5 Tips For A Killer Home Office

Dated: 07/02/2015

Views: 493

In today’s technology-driven world, more and more people are telecommuting to work. As a result, they need a home space from which to work. While a home office can potentially be any space in the house, from the kitchen table to a desk at the foot of the bed, professionals with dedicated home office space are more productive and happier home workers. If you’re preparing to sell your home, creating a killer home office just might be the key to a fast sale. And we have five helpful tips for just that:


Tip #1: Location Matters


Adding a desk to the corner of the dining area or the foot of the bed in the bedroom may seem like a decent idea, but the location of a home office matters a great deal. While the dining room may be convenient, it’s close to the kitchen. In fact, in most floor plans the dining area is open to the kitchen. The location can encourage frequent breaks and snacking, which may or may not be cohesive to productivity, and let’s not forget the impact on one’s waistline.


The bedroom is a favorite spot for many to position a desk for at-home work, but it can be detrimental to both productivity and the need for personal space. Work from home pros find a desk near the bed encourages late morning roll outs, the kind where one rolls out of bed and slides into their chair still wearing pajamas. The lack of a morning routine can be detrimental to concentration and efficiency.


In addition, a workspace in the bedroom can detract from one’s time to unwind. It can tempt an at-home worker into overworking and swapping needed rest and relaxation for a project.


What’s the solution? Where can you create a home office space? Follow these simple steps:


  • Pick a vacant space. Find a space in the house that’s practically abandoned. It doesn’t need to be big. It just needs to have a barrier to prevent interruptions.

  • Pick a connected space. Find a space that is (or can be) connected to the rest of the house. For example, a den, study, bonus room, or largely unused guest bedroom are all great choices.

  • Make minor improvements. You can turn any space into an office space with minor renovations. For example, raising the floor to differentiate between the office space and home, adding a party wall, or installing a door are all excellent ways to improve an otherwise un-office worthy space.


Tip #2: Find Furniture


A home office doesn’t need elaborate furniture. If you’re in the process of selling your home, you can dress up possible office space to convey the at-home work space by adding a desk, lamp, chair, and a simple shelving system or filing cabinets.


Since the furniture placed in the office won’t likely be sold with the house, you can focus on creating an inviting display area. It doesn’t have to be fancy. Simple and neutral are the keys to allowing the buyer to envision how the space can be there’s.


Tip #3: Add Technology


The home office space should have a hint of technology. Most at-home workers are beyond the days of fax machines and hardwired telephone lines. Leave an old (currently unused) cell phone on the side of the desk. Put an empty box from a tablet in the center of the desk. Place a briefcase against the wall near the door.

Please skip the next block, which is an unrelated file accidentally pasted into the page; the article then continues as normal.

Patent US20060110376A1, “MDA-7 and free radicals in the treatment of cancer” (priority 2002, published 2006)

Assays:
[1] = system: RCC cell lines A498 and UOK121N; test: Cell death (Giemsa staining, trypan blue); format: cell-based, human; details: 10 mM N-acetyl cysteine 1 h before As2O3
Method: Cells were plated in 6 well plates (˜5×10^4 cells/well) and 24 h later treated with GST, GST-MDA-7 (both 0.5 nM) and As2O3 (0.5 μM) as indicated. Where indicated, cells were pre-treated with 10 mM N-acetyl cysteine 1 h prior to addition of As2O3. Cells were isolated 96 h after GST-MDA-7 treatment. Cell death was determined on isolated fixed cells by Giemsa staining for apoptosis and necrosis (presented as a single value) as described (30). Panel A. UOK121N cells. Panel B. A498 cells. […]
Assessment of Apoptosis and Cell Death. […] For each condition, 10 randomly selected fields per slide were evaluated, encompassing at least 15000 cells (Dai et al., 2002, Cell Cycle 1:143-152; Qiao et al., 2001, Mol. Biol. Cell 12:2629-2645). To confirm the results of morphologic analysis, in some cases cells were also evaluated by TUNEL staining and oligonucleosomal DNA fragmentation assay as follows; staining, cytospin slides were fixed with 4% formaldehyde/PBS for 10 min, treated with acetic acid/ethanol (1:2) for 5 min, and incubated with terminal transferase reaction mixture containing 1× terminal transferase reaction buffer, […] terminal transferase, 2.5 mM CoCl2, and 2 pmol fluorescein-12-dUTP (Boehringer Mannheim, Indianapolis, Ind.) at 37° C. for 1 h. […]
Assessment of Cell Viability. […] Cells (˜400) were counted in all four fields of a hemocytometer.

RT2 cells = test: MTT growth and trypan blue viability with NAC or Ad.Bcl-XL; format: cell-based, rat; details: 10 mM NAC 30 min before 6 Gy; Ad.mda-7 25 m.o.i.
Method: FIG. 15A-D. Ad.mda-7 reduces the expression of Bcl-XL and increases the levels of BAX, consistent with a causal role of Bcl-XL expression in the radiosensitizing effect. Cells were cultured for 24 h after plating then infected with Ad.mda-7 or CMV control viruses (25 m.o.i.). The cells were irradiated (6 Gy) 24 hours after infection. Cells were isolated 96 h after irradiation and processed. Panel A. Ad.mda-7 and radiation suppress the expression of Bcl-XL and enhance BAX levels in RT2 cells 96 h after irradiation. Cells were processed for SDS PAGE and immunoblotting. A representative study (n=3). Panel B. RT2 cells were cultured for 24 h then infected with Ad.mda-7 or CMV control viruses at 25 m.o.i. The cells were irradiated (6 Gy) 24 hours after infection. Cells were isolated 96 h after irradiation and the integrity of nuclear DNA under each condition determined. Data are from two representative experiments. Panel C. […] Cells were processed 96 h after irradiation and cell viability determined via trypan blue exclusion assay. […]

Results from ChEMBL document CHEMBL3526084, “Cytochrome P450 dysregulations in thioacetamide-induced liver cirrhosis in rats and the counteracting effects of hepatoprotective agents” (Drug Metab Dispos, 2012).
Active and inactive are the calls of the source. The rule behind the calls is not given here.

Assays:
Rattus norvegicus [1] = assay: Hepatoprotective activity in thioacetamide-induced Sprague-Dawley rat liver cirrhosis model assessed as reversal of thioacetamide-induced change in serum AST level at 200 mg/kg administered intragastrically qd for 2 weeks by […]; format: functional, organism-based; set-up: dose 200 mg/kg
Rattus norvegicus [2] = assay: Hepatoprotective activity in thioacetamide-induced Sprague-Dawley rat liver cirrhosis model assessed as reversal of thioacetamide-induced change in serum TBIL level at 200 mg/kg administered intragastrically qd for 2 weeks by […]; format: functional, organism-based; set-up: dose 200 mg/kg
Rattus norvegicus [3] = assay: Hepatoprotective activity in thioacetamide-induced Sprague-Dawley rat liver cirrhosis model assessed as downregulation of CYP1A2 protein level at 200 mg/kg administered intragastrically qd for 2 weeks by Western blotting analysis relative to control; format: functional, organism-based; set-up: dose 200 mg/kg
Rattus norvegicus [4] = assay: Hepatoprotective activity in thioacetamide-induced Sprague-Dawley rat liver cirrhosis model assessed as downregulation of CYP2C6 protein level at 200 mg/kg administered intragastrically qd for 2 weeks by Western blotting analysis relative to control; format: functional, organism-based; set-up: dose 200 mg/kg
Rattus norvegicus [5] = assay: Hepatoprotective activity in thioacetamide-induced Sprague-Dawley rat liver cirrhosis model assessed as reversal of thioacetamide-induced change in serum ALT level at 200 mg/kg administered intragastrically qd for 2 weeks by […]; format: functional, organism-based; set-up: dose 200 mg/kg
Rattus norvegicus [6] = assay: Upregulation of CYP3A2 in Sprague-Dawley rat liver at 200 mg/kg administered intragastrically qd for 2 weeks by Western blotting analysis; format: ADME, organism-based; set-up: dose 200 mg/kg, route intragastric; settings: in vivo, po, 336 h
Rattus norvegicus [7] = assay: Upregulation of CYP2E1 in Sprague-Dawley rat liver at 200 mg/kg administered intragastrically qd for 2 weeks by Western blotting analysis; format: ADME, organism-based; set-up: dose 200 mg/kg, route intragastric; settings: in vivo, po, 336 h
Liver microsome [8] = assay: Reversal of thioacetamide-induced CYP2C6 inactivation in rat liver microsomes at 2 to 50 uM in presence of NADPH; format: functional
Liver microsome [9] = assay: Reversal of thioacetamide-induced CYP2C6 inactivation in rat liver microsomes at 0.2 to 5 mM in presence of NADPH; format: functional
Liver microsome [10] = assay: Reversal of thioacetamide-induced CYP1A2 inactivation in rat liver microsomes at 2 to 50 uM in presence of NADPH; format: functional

You don’t need to populate the room with real devices unless you’re using the office. Just remember to secure those devices to prevent possible theft. Although it’s rare for a potential buyer to pocket something during a showing, it’s best not to tempt fate.


Tip #4: Add Functionality


The biggest difference between the at-home versus work office is functionality. At work, the atmosphere is professional with light personal touches. You can keep your home office space functional by keeping personal touches to a minimum. While the space should tie in with the rest of the home, it needs to be more professional, which means less clutter and more practicality.


Tip #5: Design an Addition


If you’re purely interested in upping the resale value of your home and in need of a home office space, your best bet might be an addition. While adding on to the house can be the most costly route, it grants the opportunity to custom design the space, which leads to noteworthy benefits:


  • Instead of working with limited space, you can design a room big enough to accommodate your current and possible future needs.

  • The room can be sound proofed to eliminate distraction from the house, which is superb for those at-home workers with children or noisy pets.

  • You can custom place the windows, power outlets, and in-room utilities to maximize efficiency and productivity.

  • You can also custom design a built-in desk or storage system, from shelves to locking drawers and a safe.

  • You can even add a dedicated storage room or bathroom directly off the office to limit treks into the rest of the house to breaks and lunch.


If you do decide to spring for a custom addition, be sure to hire a professional contractor. Check local building codes, and take your time in building a space destined to meet both your needs and those of future homebuyers.

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Chenea Powell

Whether it is your first home or the home you plan to retire in, I will be there to ease the process every step of the way! I find great pleasure in helping people achieve their goals in real estate a....

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